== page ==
# Combinatorics Problem: Finding Samples with Non-Conforming Chips

• Ownaginatious
In summary: So that explains why he got the wrong answer.In summary, the problem involves choosing a sample of five chips from a lot of 140 semiconductor chips, of which 10 do not conform to customer requirements. The question is asking how many of these samples will contain at least one non-conforming chip. The incorrect logic used by the person in the conversation was choosing one of the 10 non-performing chips first and then choosing 4 from the remaining 139 chips, resulting in a wrong answer. The correct approach is to subtract the samples that have no non-performing elements from the total number of samples, leading to the correct answer of 130,721,752.

#### Ownaginatious

So here is the problem:

A lot of 140 semiconductor chips is inspected by choosing a sample of five chips. Assume 10 of the chips do not conform to customer requirements.

...

c) How many samples of five contain at least one non-conforming chip?

Now what seems logical to me is first choose 1 of the 10 non-performing and then choose 4 from the remaining 139 chips.

What is wrong with my logic here? I don't get the answer the book gets (130,721,752), and instead get 148, 916, 260.

Suppose we simplify it a bit so we have 2 non-performing, A and B, and 2 performing, C and D, and we are looking at a sample size of 2. Using your method we first pick A from the 2 non-performing, and then 1 of the remaining 3, giving us:
AB
AC
Now we pick B from the two non-performing, and 1 of the the remaining 3, giving us:
BA
BC
BD

Unfortunately we have counted AB twice, first as AB and then as BA. So that's why your way doesn't work.

To solve it correctly you should take the total number of samples, which is C(140,5), and then subtract the ones that don't have any non-performing elements, which is C(130,5).

"What is wrong with my logic here? I don't get the answer the book gets (130,721,752), and instead get 148, 916, 260."

The phrase "at least one" does not mean the same thing as "exactly one". The problem involved at least one, you answered as if it were exactly one.

"What is wrong with my logic here? I don't get the answer the book gets (130,721,752), and instead get 148, 916, 260."

The phrase "at least one" does not mean the same thing as "exactly one". The problem involved at least one, you answered as if it were exactly one.

If you read closer, he actually made a different mistake. He said "choose 4 from the remaining 139 chips" not "choose 4 from the remaining 130 chips" (which would be the "exactly one" option).

I would approach this problem using combinatorics, which is the branch of mathematics that deals with counting and arranging objects. In this case, we are interested in finding the number of samples of five chips that contain at least one non-conforming chip.

To solve this problem, we can use the concept of combinations. In combinatorics, a combination is a way of selecting a subset of objects without regard to their order. In this problem, we want to select 5 chips from a group of 140 chips, where order does not matter.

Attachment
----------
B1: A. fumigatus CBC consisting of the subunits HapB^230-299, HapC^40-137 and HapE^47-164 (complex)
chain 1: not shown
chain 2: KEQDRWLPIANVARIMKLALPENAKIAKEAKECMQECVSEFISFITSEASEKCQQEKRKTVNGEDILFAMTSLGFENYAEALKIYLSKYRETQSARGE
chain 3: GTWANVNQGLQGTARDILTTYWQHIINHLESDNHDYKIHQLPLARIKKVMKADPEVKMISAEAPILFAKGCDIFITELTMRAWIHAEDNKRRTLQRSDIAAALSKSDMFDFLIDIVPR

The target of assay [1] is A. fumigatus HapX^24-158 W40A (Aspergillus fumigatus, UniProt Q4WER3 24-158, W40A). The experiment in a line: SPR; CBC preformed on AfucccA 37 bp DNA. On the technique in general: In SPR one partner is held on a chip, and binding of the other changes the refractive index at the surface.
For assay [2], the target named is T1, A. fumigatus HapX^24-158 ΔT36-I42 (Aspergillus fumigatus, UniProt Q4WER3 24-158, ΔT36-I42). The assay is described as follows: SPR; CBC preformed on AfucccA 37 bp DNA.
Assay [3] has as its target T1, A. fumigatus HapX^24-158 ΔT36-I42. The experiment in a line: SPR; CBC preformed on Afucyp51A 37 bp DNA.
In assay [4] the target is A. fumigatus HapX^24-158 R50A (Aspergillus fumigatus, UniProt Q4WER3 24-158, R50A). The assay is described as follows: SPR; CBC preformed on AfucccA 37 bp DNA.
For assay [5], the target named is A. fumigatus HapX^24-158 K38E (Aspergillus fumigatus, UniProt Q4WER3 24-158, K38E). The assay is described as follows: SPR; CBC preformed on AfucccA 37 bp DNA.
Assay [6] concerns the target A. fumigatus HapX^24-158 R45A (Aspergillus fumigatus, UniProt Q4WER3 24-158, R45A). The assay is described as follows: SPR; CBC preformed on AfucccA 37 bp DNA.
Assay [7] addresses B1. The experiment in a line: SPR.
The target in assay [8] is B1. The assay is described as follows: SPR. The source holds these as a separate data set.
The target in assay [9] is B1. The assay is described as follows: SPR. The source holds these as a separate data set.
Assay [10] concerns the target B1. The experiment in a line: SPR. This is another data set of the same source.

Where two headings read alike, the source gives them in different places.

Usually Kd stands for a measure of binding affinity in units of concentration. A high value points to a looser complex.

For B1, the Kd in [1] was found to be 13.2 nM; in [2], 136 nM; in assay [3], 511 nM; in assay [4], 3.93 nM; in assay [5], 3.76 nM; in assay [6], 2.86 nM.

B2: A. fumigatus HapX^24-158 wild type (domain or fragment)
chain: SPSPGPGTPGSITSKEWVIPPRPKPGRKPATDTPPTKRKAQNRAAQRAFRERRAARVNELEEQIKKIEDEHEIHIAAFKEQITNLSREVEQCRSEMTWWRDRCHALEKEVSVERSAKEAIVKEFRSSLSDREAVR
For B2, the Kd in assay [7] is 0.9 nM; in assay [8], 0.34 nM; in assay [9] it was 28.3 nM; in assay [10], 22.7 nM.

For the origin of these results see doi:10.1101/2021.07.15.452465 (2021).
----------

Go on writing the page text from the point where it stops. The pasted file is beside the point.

Using the formula for combinations, we can calculate the number of samples that contain at least one non-conforming chip as:

C(140,1) * C(10,1) * C(139,4) = 140 * 10 * 139 * 138 * 137 / (1 * 1 * 4 * 3 * 2) = 130,721,752

This is the same answer that the book gets. Your approach of first choosing 1 non-conforming chip and then choosing 4 from the remaining chips is incorrect because it does not take into account the fact that the order of the chips does not matter. In your calculation, you are counting the same sample multiple times, once for each possible order of the chips. This is why your answer is much larger than the correct answer.

In conclusion, to solve this problem, we need to use the concept of combinations and take into account that the order of the chips does not matter. By doing so, we arrive at the correct answer of 130,721,752 samples containing at least one non-conforming chip.

## What is a simple combinatorics problem?

A simple combinatorics problem is a mathematical problem that involves counting the number of ways that a certain outcome can occur. It often involves arranging or selecting objects in a specific order.

## What is the difference between combinations and permutations?

Combinations are a way to count the number of ways to choose a subset of objects from a larger set, where the order of the objects does not matter. Permutations, on the other hand, are a way to count the number of ways to arrange a set of objects in a specific order.

## How do you calculate the number of combinations?

The formula for calculating the number of combinations is nCr = n! / (r! * (n-r)!), where n is the total number of objects and r is the number of objects being chosen.

## How do you calculate the number of permutations?

The formula for calculating the number of permutations is nPr = n! / (n-r)!, where n is the total number of objects and r is the number of objects being arranged in a specific order.

## What is the importance of combinatorics in science?

Combinatorics is important in science because it allows us to count the number of possible outcomes in a given situation, which is crucial in fields such as probability, genetics, and computer science. It also helps in the development of algorithms and in the analysis of complex systems.